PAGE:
How to defeat a not-so-smart gun

Having your PC hacked can be quite irritating and expensive to repair, but having your defense gun hacked can be much more annoying – and dangerous.

For some gun control advocates, smart guns – i.e. firearms that includes technological features that allow them to fire only when activated by an authorized user – are the solution to avoid tragedies like shooting accidents and the use of stolen weapons by criminals. Smart guns can be tracked and locked remotely, and only their legitimate owners can unlock them, they say. Well, they have been proved wrong. 

The electromagnetic lock of an Armatix iP1 “smart gun”
The electromagnetic lock of an Armatix iP1 “smart gun” can be defeated with some cheap magnets.

A security researcher whose nickname is “Plore” heard about the Armatix iP1, a .22 LR caliber German-made smart gun that boasts an electromagnetic lock. The producer states that the pistol will not fire unless it is in range of a special RFID-equipped wristwatch that transmits a radio signal to unlock the gun. Because of these high-tech features the Armatix iP1 has a pricetag of 1,400 US dollars: Plore, the hacker, defeated its security features using a simple 15,00 USD-worth magnet placed near the breechblock.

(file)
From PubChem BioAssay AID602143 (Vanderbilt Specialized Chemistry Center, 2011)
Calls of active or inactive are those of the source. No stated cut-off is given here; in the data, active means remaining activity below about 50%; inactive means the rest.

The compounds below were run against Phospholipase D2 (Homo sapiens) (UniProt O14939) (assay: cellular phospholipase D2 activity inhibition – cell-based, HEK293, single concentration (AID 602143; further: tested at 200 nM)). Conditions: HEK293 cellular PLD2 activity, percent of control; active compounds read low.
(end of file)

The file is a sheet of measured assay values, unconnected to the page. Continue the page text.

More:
A video shows how he was able to shoot the gun without the watch. (Video from Wired)

Actually, Plore found many different ways to hack the Armatix pistol and its “smart lock”. 

"I was almost a little surprised myself that it worked like it did. I pulled the trigger and it went 'bang,'" he said. What's worse, he was also able to jam the radio frequency band (916.5Mhz) and prevent the gun from firing when it should, thus making it “locked” and ineffective. Not the best situation in a self-defense situation. “Not only was it unsecured, it was unsecured in a way that I had not anticipated”. 

Armatix GmbH Smart System, the iP1 pistol manufacturer, has been informed of this serious issue, but till now no recall of the gun has been announced. Plore says he wants to test other smart guns. His hope is that “the future of smart guns will learn from this lesson and make a better product".